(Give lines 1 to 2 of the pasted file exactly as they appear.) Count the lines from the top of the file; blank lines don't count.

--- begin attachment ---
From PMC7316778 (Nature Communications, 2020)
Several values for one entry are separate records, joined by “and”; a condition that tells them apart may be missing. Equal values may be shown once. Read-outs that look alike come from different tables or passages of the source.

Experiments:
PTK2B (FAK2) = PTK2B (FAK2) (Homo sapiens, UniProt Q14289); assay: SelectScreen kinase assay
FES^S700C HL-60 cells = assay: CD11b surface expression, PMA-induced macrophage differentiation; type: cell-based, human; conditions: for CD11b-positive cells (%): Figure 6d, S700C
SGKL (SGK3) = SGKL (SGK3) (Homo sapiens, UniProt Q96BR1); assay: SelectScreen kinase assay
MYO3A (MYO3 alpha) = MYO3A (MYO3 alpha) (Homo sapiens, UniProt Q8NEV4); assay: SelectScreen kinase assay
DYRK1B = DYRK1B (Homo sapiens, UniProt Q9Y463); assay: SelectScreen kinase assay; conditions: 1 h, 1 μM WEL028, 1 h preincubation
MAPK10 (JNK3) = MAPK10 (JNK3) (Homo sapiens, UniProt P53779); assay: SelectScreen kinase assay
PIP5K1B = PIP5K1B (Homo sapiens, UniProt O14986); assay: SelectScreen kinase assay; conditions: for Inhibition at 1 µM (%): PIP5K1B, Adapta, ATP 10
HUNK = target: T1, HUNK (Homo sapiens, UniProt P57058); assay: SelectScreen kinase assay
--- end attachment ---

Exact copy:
From PMC7316778 (Nature Communications, 2020)
Several values for one entry are separate records, joined by “and”; a condition that tells them apart may be missing. Equal values may be shown once. Read-outs that look alike come from different tables or passages of the source.